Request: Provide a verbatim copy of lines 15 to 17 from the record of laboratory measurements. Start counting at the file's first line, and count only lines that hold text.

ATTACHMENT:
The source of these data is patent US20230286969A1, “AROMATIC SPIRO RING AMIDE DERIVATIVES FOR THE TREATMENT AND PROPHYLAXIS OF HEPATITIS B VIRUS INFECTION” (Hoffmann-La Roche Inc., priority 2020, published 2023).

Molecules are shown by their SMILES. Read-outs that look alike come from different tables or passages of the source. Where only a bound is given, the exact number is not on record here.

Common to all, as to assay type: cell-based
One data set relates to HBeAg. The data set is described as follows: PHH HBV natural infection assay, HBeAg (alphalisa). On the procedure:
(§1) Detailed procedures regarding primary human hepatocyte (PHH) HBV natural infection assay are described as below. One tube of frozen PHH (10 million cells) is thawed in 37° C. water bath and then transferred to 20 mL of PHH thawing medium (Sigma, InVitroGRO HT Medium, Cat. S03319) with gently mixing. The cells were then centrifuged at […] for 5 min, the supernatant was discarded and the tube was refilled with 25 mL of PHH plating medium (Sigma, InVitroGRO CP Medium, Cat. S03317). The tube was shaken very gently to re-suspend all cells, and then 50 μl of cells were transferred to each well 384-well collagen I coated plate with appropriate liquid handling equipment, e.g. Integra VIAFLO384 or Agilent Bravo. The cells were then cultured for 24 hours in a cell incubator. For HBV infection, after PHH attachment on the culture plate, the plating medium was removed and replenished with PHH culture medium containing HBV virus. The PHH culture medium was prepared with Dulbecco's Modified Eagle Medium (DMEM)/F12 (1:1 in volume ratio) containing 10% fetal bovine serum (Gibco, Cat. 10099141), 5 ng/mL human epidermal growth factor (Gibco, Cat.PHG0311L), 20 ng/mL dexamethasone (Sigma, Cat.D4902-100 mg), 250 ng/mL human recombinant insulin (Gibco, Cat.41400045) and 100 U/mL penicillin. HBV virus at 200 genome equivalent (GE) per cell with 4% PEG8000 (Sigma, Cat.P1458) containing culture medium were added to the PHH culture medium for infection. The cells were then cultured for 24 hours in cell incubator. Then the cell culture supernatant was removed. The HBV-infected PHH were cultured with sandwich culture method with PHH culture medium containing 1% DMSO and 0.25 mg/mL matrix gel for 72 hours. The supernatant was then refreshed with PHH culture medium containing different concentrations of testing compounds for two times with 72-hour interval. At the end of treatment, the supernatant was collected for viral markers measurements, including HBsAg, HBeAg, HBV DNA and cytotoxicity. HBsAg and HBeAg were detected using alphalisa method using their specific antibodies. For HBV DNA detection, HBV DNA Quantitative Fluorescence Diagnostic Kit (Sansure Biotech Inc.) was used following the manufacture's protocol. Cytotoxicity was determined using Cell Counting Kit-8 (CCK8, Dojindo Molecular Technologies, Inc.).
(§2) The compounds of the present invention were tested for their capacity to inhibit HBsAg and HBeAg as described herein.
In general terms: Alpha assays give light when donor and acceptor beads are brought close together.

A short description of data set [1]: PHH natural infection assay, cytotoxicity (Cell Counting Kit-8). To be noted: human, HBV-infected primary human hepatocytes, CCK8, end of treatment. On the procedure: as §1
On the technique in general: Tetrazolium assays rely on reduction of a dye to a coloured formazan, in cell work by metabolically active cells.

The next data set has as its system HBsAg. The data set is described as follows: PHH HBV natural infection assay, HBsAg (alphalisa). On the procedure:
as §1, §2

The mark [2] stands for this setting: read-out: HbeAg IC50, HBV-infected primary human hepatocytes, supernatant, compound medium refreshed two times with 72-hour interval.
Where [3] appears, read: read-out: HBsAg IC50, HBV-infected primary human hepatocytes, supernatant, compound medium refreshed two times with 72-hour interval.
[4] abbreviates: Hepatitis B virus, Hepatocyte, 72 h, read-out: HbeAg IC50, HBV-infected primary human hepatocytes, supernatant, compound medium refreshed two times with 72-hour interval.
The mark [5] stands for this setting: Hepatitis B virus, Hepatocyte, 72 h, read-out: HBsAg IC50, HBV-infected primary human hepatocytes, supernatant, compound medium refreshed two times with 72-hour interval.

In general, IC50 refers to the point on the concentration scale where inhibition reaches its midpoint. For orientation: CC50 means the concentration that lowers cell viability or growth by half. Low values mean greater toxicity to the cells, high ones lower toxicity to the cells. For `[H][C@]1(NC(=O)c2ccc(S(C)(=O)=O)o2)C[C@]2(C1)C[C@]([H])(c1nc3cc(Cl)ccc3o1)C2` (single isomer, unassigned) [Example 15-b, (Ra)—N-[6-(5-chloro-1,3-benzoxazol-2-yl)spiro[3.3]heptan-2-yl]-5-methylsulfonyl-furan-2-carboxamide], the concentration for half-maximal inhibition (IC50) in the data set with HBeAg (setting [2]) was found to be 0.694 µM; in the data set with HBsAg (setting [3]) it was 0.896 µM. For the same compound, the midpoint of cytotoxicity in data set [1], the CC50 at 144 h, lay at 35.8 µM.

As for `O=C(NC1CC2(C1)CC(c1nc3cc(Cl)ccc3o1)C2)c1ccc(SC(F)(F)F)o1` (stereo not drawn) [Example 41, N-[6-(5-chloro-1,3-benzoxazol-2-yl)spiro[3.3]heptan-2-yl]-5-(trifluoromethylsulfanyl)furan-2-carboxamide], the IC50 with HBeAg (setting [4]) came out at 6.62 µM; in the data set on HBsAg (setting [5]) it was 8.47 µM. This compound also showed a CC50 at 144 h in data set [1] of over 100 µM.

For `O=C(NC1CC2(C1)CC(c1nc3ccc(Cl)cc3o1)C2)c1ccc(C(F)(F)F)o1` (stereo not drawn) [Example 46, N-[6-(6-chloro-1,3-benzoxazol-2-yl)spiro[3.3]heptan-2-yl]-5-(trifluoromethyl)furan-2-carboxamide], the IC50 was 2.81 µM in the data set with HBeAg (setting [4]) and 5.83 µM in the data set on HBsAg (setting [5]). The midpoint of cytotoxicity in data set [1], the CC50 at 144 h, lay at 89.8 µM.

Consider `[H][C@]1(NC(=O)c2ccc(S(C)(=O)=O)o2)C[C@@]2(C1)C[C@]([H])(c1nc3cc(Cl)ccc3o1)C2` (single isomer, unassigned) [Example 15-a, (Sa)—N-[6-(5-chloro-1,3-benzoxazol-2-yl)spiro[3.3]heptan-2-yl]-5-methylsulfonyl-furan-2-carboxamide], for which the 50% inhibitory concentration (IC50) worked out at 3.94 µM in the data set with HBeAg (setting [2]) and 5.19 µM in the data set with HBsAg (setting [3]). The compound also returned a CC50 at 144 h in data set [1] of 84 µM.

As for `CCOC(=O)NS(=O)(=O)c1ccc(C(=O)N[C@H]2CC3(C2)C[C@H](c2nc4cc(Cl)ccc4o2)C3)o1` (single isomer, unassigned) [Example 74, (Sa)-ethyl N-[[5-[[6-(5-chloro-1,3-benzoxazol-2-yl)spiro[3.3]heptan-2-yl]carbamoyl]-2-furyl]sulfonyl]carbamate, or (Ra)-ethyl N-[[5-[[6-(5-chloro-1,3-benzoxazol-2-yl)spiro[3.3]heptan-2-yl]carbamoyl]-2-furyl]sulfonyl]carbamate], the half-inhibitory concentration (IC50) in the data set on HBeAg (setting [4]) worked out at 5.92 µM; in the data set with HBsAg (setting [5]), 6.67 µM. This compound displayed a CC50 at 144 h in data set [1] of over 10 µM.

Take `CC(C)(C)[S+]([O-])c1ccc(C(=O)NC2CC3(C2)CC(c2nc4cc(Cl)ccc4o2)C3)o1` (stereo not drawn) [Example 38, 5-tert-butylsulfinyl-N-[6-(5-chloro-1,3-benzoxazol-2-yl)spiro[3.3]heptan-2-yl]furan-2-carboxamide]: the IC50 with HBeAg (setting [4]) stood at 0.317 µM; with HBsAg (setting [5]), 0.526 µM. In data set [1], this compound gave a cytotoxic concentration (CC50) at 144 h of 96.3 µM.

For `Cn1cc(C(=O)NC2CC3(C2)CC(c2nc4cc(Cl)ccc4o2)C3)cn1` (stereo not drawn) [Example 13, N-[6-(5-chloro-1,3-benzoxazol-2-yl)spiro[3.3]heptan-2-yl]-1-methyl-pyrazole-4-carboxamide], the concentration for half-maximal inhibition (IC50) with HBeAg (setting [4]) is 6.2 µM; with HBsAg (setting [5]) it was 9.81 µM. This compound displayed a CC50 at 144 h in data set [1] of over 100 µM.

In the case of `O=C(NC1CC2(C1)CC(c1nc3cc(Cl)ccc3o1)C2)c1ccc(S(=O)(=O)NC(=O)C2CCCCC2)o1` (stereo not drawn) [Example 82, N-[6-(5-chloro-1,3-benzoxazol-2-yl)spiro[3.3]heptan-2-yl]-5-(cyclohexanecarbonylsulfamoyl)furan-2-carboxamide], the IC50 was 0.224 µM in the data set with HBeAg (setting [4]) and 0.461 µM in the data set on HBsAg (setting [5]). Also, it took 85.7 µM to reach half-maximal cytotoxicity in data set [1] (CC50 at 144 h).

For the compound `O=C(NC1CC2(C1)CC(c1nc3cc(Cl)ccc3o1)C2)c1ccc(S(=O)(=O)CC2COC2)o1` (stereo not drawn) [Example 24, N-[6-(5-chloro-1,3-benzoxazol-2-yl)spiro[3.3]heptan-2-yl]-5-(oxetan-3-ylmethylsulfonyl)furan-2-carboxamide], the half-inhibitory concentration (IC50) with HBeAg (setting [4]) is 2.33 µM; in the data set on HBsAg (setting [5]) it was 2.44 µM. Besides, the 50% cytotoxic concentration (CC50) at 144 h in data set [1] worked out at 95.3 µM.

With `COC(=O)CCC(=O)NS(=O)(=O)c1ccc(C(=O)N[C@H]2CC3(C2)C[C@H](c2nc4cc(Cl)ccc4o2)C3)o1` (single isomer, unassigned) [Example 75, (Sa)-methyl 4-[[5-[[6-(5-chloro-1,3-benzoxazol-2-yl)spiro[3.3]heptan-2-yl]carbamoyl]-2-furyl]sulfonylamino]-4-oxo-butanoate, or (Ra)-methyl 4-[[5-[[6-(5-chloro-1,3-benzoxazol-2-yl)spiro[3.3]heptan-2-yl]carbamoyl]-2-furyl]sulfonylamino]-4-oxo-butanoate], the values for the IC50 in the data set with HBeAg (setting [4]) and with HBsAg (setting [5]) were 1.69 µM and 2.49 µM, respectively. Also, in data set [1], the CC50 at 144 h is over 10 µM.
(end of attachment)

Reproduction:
The mark [5] stands for this setting: Hepatitis B virus, Hepatocyte, 72 h, read-out: HBsAg IC50, HBV-infected primary human hepatocytes, supernatant, compound medium refreshed two times with 72-hour interval.

In general, IC50 refers to the point on the concentration scale where inhibition reaches its midpoint. For orientation: CC50 means the concentration that lowers cell viability or growth by half. Low values mean greater toxicity to the cells, high ones lower toxicity to the cells. For `[H][C@]1(NC(=O)c2ccc(S(C)(=O)=O)o2)C[C@]2(C1)C[C@]([H])(c1nc3cc(Cl)ccc3o1)C2` (single isomer, unassigned) [Example 15-b, (Ra)—N-[6-(5-chloro-1,3-benzoxazol-2-yl)spiro[3.3]heptan-2-yl]-5-methylsulfonyl-furan-2-carboxamide], the concentration for half-maximal inhibition (IC50) in the data set with HBeAg (setting [2]) was found to be 0.694 µM; in the data set with HBsAg (setting [3]) it was 0.896 µM. For the same compound, the midpoint of cytotoxicity in data set [1], the CC50 at 144 h, lay at 35.8 µM.

As for `O=C(NC1CC2(C1)CC(c1nc3cc(Cl)ccc3o1)C2)c1ccc(SC(F)(F)F)o1` (stereo not drawn) [Example 41, N-[6-(5-chloro-1,3-benzoxazol-2-yl)spiro[3.3]heptan-2-yl]-5-(trifluoromethylsulfanyl)furan-2-carboxamide], the IC50 with HBeAg (setting [4]) came out at 6.62 µM; in the data set on HBsAg (setting [5]) it was 8.47 µM. This compound also showed a CC50 at 144 h in data set [1] of over 100 µM.